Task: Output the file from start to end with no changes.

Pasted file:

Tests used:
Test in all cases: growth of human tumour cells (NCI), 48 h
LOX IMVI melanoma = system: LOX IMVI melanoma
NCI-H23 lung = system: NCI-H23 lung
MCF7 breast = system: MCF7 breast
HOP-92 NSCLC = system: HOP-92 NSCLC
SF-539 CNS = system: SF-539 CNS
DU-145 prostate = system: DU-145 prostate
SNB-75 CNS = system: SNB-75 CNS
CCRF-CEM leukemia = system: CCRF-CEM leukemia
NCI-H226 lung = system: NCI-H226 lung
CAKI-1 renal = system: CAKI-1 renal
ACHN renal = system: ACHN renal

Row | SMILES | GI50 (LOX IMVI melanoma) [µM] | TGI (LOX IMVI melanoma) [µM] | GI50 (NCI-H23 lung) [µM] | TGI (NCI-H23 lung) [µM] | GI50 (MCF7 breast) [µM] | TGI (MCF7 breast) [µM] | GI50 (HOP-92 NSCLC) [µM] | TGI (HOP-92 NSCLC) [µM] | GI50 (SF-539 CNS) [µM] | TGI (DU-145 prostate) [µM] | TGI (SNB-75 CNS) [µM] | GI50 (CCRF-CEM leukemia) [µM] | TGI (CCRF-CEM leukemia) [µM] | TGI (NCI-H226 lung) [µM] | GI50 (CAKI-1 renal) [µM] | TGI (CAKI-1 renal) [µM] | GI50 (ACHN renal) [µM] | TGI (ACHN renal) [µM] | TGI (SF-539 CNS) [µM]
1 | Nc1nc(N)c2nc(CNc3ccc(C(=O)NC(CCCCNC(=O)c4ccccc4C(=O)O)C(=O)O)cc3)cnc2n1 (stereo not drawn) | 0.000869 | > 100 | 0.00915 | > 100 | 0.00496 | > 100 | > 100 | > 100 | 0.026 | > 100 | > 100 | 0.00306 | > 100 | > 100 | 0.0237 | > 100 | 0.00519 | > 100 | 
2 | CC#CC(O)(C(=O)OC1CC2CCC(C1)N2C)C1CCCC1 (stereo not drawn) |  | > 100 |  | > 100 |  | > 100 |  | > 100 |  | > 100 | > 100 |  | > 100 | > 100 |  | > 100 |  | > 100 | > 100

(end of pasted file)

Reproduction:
Tests used:
Test in all cases: growth of human tumour cells (NCI), 48 h
LOX IMVI melanoma = system: LOX IMVI melanoma
NCI-H23 lung = system: NCI-H23 lung
MCF7 breast = system: MCF7 breast
HOP-92 NSCLC = system: HOP-92 NSCLC
SF-539 CNS = system: SF-539 CNS
DU-145 prostate = system: DU-145 prostate
SNB-75 CNS = system: SNB-75 CNS
CCRF-CEM leukemia = system: CCRF-CEM leukemia
NCI-H226 lung = system: NCI-H226 lung
CAKI-1 renal = system: CAKI-1 renal
ACHN renal = system: ACHN renal

Row | SMILES | GI50 (LOX IMVI melanoma) [µM] | TGI (LOX IMVI melanoma) [µM] | GI50 (NCI-H23 lung) [µM] | TGI (NCI-H23 lung) [µM] | GI50 (MCF7 breast) [µM] | TGI (MCF7 breast) [µM] | GI50 (HOP-92 NSCLC) [µM] | TGI (HOP-92 NSCLC) [µM] | GI50 (SF-539 CNS) [µM] | TGI (DU-145 prostate) [µM] | TGI (SNB-75 CNS) [µM] | GI50 (CCRF-CEM leukemia) [µM] | TGI (CCRF-CEM leukemia) [µM] | TGI (NCI-H226 lung) [µM] | GI50 (CAKI-1 renal) [µM] | TGI (CAKI-1 renal) [µM] | GI50 (ACHN renal) [µM] | TGI (ACHN renal) [µM] | TGI (SF-539 CNS) [µM]
1 | Nc1nc(N)c2nc(CNc3ccc(C(=O)NC(CCCCNC(=O)c4ccccc4C(=O)O)C(=O)O)cc3)cnc2n1 (stereo not drawn) | 0.000869 | > 100 | 0.00915 | > 100 | 0.00496 | > 100 | > 100 | > 100 | 0.026 | > 100 | > 100 | 0.00306 | > 100 | > 100 | 0.0237 | > 100 | 0.00519 | > 100 | 
2 | CC#CC(O)(C(=O)OC1CC2CCC(C1)N2C)C1CCCC1 (stereo not drawn) |  | > 100 |  | > 100 |  | > 100 |  | > 100 |  | > 100 | > 100 |  | > 100 | > 100 |  | > 100 |  | > 100 | > 100